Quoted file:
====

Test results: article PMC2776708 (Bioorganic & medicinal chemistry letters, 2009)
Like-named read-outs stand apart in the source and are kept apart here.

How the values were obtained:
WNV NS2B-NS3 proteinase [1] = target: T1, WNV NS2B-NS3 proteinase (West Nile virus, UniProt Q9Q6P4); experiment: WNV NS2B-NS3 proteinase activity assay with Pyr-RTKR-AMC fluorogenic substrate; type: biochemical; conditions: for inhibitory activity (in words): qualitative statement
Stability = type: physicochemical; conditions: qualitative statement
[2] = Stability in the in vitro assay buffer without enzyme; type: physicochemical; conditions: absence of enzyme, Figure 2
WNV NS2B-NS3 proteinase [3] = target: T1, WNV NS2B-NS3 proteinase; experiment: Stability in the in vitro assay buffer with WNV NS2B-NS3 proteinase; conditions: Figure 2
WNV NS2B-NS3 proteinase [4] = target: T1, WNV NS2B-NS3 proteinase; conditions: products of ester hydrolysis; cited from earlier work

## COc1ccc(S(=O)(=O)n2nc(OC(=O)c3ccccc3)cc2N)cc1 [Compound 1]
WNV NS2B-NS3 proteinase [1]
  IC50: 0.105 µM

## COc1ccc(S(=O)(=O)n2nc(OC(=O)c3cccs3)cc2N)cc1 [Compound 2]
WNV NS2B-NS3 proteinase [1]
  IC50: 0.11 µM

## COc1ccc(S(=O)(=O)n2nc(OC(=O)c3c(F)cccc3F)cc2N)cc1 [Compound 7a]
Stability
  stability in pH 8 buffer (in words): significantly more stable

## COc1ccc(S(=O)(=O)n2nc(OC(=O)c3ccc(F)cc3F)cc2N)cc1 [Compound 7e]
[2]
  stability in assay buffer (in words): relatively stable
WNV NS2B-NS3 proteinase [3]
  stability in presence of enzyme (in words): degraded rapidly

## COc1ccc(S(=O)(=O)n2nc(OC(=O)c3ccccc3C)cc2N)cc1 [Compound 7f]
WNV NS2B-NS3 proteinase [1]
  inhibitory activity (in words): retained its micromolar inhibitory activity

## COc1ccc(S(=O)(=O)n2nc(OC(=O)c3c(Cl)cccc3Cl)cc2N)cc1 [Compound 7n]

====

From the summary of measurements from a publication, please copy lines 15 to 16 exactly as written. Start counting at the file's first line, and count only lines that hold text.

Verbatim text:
## COc1ccc(S(=O)(=O)n2nc(OC(=O)c3c(F)cccc3F)cc2N)cc1 [Compound 7a]
Stability